Year Inducted: 1999 (BBWAA, ballot #1, 488/497)
Kansas City has had a long baseball history. In the 1800’s, it was a hotbed for semi-pro teams, and then had one of the greatest Negro League teams of all-time, the Kansas City Monarchs. When the Philadelphia Athletics moved, they relocated to Kansas City as one of the furthest west teams in the game. In the 1960’s, the A’s relocated again to Oakland, leaving a city with a rich history without a team for the first time in nearly a century. Then, in 1969, the Kauffman family successfully petitioned the league to expand into Kansas City once again, and the Royals were born. So, to say that Kansas City doesn’t have many Hall of Famers isn’t really insulting, since they haven’t had their own franchise for very long. In fact, KC has only one Major League player wearing their insignia in the Hall. That would be the greatest player the Royals have ever had, George Brett.
Brett played his entire career in Kansas City, all 21 seasons of it. In that time, Brett slashed .305/.369/.487 with a wRC+ of 137. Brett was the best American League third baseman of all-time, and can only realistically be topped by Mike Schmidt. In his career, Brett collected 3154 hits, including 317 homers, 665 doubles and 137 triples. With Brett in the lineup, along with Bret Saberhagen in the rotation the Royals had their longest period of sustained success in their history. From the mid 70’s until the mid 80’s, the Royals went to two World Series and made the playoffs another five times in addition to winning the World Series in 1985. Brett’s 1596 RBI and 1583 runs scored keyed the most successful run of baseball Kansas City had ever seen.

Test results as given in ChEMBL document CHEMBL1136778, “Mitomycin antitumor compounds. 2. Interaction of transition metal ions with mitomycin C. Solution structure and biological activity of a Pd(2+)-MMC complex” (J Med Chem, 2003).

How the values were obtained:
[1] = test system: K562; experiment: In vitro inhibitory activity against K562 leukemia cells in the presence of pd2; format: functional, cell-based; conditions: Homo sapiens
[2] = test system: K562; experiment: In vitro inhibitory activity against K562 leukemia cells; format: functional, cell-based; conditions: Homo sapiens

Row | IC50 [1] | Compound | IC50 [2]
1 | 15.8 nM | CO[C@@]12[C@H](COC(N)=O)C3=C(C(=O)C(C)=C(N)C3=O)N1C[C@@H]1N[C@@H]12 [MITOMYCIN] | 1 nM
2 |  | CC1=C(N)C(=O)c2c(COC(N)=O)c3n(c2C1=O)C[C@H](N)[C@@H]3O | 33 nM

In addition to his strong bat, Brett was a solid baserunner. While he was only +1.2 runs above average as a baserunner, he did manage to steal 201 bases in his career. In his prime, Brett was a good defender at the hot corner, but as age set in he began to decline to the point where he was 10.2 runs below average defensively overall. He also spent a lot of time towards the latter third of his career at first base and DH, which affect his overall defense rating as they are easier positions to play than third base. Despite the low defense rating, Brett was one of the best players of all-time.
Brett retired in 1993 and among all third basemen ever, he ranked 1st in RBI, 1st in runs, 1st in doubles, 6th in homers and 3rd in fWAR (behind Schmidt and Eddie Mathews). He also is still the only player to win a batting title in three different decades, doing so in 1976, 1980 and 1990. And, despite not having the power of Mathews, he ranks higher due to his better on-base abilities and being able to play slightly longer than Mathews did. Brett was one of the easiest selections ever for the BBWAA, and will always be looked at as not only one of the best third basemen ever, but the best Royal of all-time.
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On deck 12/9/16:
#23- This legendary second baseman had a team named for him.
#22- The Mechanical Man